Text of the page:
Generally lubricating base oils are base oils having kinematic viscosity of about 3 mm2/s or greater at 100° C. (KV100, kinematic viscosity measured at 100° C.); a pour point (PP) of about −12° C. or less; and a viscosity index (VI) about 120 or greater. The oils in Group III are very high viscosity index (VHVI) base oils, which are manufactured from crude oil by hydrocracking and catalytic dewaxing or solvent dewaxing. Group III base oils can also be manufactured by catalytic dewaxing of slack waxes originating from crude oil refining, or by catalytic dewaxing of waxes originating from Fischer-Tropsch synthesis from natural gas or coal based raw materials. Group IV base oils are polyalpha-olefin (PAO) base oils.
Fatty acids have been used as raw materials in various applications in chemical industry, typically in the manufacture of products ranging from lubricants, polymers, fuels and solvents to cosmetics. Fatty acids are generally obtained from wood pulping processes or by hydrolysis of triglycerides of vegetable or animal origin. Naturally occurring triglycerides are usually esters of glycerol and straight chain even numbered carboxylic acids having 10-26 carbon atoms. Most common fatty acids contain 16, 18, 20 or 22 carbon atoms. Fatty acids may either be saturated or they may contain one or more unsaturated bonds. Unsaturated fatty acids are often olefinic having carbon-carbon double bonds with cis configuration. The unsaturated centers appear in preferred positions in the carbon chain. The most common position is ω9, like in oleic acid (C18:1) and erucic acid (C22:1). Polyunsaturated acids generally have a methylene-interrupted arrangement of cis-olefinic double bonds.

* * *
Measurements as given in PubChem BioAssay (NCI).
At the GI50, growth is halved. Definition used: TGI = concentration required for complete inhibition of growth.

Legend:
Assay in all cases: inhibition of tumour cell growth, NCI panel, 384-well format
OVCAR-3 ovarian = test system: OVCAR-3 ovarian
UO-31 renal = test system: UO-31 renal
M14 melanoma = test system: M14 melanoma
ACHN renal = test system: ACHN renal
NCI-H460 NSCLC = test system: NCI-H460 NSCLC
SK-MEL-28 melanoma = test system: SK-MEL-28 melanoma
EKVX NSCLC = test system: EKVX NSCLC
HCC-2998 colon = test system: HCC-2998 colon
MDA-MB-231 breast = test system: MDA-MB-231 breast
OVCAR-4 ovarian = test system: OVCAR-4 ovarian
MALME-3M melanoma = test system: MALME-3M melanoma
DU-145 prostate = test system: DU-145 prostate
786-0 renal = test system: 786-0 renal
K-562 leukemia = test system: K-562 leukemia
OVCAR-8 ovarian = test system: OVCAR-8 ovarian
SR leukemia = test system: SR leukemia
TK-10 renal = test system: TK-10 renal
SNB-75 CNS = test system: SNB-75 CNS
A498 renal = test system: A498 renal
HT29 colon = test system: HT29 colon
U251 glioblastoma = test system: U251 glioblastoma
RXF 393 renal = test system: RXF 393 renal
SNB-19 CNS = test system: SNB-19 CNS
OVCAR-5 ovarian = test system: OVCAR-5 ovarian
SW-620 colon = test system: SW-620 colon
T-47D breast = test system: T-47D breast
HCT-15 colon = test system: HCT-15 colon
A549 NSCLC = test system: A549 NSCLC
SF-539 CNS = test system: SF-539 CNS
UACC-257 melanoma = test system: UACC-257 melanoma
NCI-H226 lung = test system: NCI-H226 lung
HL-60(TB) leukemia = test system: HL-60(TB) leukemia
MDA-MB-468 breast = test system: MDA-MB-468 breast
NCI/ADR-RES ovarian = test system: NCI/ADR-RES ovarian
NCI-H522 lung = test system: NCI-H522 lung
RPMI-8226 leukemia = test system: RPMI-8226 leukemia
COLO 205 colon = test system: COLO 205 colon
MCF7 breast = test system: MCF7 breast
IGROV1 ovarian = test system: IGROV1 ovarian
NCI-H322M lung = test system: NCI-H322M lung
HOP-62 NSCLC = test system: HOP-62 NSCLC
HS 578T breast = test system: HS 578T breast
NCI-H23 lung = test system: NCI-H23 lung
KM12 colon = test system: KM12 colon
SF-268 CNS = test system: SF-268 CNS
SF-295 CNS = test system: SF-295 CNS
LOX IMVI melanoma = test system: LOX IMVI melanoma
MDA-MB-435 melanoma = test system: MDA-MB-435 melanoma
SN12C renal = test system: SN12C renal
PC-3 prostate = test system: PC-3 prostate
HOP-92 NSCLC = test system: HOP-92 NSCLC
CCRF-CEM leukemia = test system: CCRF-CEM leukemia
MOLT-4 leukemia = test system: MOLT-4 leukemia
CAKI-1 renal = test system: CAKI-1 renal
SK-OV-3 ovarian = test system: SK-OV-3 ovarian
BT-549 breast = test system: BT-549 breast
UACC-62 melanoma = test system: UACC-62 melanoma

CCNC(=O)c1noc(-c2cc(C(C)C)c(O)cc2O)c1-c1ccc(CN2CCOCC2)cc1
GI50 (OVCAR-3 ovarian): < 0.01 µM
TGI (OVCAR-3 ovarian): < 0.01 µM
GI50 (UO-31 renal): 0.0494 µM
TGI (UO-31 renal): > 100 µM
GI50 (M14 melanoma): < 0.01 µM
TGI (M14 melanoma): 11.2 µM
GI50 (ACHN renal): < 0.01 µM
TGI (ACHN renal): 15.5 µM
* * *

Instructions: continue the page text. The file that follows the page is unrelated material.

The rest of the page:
Conventional base oils of biological origin comprise esters and their use is limited to specific applications, such as refrigeration compressor lubricants, bio-hydraulic oils and metal working oils. As polar compounds, esters suffer greater seal-swelling tendency than hydrocarbons when used as engine oils. In hydraulic applications, esters are not suitable for use together with hose elastomers. In addition, the esters used in engine oil formulations are not interchangeable with other esters without performing new engine tests. Instead, base oils consisting of pure hydrocarbon structure are partly interchangeable with each other. Ester base oils are hydrolyzed easily producing acids, corroding lubricating systems when used as engine oils. Further, even greater disadvantage of esters is that additives developed for non-polar hydrocarbon base oils are not effective for ester base oils. A further major disadvantage of synthetic esters is that they are inherently more expensive than high quality mineral base oils.